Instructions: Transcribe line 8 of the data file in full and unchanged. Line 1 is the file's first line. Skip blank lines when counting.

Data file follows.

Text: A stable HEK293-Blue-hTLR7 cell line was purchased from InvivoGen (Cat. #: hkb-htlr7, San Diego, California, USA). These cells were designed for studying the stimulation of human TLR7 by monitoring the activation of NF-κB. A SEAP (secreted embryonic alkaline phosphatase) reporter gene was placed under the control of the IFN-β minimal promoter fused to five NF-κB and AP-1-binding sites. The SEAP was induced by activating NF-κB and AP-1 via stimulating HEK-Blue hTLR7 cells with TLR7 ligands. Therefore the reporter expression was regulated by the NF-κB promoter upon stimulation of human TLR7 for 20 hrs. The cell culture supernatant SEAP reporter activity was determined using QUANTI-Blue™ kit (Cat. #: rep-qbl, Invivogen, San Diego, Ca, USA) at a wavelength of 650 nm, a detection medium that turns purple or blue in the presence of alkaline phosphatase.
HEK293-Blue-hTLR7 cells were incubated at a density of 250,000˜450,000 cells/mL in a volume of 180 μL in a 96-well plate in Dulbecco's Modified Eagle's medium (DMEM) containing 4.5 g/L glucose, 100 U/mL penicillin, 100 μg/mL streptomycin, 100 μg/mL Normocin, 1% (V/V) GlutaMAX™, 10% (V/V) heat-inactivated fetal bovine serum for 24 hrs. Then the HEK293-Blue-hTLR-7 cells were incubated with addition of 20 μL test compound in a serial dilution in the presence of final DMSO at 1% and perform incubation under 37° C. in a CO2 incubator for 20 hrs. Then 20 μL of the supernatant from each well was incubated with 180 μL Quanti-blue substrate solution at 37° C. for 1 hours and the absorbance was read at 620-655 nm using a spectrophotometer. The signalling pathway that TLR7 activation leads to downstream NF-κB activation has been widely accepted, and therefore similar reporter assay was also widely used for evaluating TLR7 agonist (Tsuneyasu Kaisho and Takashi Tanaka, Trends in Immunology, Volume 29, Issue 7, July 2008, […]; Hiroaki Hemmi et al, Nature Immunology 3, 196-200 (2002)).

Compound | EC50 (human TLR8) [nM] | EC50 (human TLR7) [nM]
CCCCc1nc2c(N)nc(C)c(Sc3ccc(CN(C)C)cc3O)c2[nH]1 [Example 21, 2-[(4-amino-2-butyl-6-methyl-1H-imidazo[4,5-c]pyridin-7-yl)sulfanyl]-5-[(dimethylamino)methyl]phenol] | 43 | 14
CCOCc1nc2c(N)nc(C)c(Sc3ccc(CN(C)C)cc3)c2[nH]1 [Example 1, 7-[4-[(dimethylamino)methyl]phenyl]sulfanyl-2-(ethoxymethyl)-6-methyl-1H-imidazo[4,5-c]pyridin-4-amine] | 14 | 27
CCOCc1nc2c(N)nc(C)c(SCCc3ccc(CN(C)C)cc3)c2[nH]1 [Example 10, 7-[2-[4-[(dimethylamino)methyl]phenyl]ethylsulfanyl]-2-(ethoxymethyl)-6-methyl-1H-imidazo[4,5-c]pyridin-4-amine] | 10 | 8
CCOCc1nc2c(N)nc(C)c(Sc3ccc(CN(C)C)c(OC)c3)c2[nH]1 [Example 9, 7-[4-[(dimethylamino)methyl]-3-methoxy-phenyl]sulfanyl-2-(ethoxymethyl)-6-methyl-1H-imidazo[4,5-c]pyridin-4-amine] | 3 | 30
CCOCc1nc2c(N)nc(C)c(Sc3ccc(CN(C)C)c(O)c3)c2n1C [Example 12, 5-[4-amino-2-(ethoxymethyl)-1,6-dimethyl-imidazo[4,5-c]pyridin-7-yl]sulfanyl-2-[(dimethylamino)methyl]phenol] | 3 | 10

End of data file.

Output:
CCOCc1nc2c(N)nc(C)c(Sc3ccc(CN(C)C)c(O)c3)c2n1C [Example 12, 5-[4-amino-2-(ethoxymethyl)-1,6-dimethyl-imidazo[4,5-c]pyridin-7-yl]sulfanyl-2-[(dimethylamino)methyl]phenol] | 3 | 10